We don’t go to parades to watch people all look and do the same thing. Imagine a parade that is only people on horses, white horses wearing the exact same plaid shirt yelling “yeehaw” with the poop collector girl walking behind them cleaning it up over and over again. Or imagine a parade where only kids wear red, white and blue and ride bikes and plug their ears and that is all that happens. (The kid plugging his ears caught my eyes because he was the only kid plugging his ears.) Imagine a parade where everyone brings scarves and flags and waves them above their heads to the same song, a Fleetwood Mac song, and this goes on for 60 minutes. Imagine a parade where old men bring their collector cars that all look the same, red chevys, and they drive by and wave with their bored wives on the passenger side waving too, as if to say drearily “…another parade I have to go to with my car obsessed husband.” If parades were like this, we wouldn’t pack up our foldable chairs, put on our visors and sit in the hot sun all too cheer monotony and cookie cutters.
We like parades because we like to people watch. We like to people watch because we appreciate the diversity of people. We like that one man is obsessed with cars and another with pirates. We like stories about soldiers coming home from war and stories of families who unicycle together.
We like to see people marching for boy scouts, community gardens, religious freedom and just for fun.
When God said “I made you in my image” and we look around and see so many images, the vastness of who God is becomes greater than we can imag(ine). When I see the degree of difference in how we express ourselves I think about how God has expressed Himself through the burning bush, the rainbow and the sunset, the whisper to Elijah, and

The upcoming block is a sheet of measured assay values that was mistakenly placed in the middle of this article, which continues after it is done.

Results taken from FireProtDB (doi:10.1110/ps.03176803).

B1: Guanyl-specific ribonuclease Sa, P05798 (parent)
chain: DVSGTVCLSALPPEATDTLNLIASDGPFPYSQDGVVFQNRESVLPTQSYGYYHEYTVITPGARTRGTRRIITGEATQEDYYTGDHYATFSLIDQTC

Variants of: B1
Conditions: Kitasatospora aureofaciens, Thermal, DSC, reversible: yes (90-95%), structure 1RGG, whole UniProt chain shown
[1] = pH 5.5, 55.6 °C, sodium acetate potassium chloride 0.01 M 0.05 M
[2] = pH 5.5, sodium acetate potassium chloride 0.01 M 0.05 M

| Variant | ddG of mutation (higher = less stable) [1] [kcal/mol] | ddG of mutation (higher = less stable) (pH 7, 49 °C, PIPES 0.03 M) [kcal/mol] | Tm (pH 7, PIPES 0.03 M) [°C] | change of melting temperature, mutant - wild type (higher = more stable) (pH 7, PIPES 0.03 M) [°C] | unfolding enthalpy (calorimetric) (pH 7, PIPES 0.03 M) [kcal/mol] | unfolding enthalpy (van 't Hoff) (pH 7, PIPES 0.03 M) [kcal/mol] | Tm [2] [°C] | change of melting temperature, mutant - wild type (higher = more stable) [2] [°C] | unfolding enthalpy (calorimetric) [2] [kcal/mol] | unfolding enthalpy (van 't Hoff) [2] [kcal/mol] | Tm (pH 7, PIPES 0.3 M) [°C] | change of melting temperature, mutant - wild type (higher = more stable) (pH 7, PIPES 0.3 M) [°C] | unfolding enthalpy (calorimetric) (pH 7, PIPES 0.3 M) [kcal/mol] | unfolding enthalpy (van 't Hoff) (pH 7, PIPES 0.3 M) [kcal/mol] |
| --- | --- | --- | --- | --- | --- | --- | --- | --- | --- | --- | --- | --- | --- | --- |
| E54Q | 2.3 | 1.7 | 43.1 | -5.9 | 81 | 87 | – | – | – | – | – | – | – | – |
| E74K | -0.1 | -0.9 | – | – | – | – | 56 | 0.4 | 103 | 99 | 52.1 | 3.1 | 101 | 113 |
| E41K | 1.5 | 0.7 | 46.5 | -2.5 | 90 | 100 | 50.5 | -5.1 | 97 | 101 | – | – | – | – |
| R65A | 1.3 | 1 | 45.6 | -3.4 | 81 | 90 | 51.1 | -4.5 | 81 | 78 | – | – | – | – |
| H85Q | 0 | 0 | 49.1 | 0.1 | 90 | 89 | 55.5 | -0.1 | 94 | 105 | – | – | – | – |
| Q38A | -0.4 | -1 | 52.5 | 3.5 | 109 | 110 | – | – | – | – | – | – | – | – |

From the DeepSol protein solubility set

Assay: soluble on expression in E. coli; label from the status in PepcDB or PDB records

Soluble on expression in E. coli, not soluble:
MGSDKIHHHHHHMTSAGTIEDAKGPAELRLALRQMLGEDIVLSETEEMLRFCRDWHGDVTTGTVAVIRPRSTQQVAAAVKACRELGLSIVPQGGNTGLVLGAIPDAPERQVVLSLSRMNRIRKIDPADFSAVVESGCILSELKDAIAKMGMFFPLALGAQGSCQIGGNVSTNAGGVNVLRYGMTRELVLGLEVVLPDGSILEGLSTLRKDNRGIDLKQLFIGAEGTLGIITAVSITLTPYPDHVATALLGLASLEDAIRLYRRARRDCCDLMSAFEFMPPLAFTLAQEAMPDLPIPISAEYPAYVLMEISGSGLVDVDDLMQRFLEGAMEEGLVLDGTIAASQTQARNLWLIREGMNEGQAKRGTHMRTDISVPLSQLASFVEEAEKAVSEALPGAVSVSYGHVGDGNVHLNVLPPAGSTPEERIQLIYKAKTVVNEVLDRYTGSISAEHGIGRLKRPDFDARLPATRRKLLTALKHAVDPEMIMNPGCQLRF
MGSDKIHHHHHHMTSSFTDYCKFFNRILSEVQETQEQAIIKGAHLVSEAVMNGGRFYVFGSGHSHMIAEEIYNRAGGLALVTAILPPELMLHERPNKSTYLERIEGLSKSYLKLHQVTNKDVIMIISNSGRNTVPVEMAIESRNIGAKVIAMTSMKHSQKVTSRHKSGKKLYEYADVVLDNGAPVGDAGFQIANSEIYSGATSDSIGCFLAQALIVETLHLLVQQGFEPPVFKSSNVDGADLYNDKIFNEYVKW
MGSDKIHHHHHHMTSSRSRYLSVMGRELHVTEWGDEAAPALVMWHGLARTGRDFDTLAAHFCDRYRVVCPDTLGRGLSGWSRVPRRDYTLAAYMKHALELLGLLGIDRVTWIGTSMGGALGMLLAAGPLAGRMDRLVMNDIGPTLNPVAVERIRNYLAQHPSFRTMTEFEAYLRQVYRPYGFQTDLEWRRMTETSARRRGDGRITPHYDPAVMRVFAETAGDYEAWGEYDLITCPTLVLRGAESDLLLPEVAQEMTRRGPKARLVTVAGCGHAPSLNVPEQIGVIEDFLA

through Jesus who constantly tells us “I am here expressing myself to you world – telling you what I am like.” When I see the variety of colors in our skin I know that God is not white, brown, nor black but all are stamped in His likeness whether we are from Scandinavia, South Korea or a far away place and story we have yet to discover. When I am faced with the different ways we think about life I am in awe by God and His thoughts, His wisdom, and His perspective that spans the universe beyond the big dipper and the milky way. In life’s parade, I am reminded we are all made in our Creator’s image and I image Him to be the most brilliant color spectrum. I imagine God likened to the most interesting of novels. I imagine our Maker to be the most thought provoking of conversationalists. I imagine Him to be the most creative artist that draws us into His work. When we look at one another and the differences seem vast, let us not forget “they too” are made in His image. When we cannot see eye to eye, let us not forget, even those we disagree with were created in God’s likeness. When we wave a different flag, must we not forget, we have the same Daddy.
When you sit in your chair and watch the parade pass you by, don’t just try and get all the candy, don’t just look for the people you know, don’t just critique those who walk by for whatever “stupid cause” they are behind, but instead see God and all that He has sculpted- for His work is awe inspiring. And His work is you. And His work is me. And His work is
them. And His work parades by us each and every day.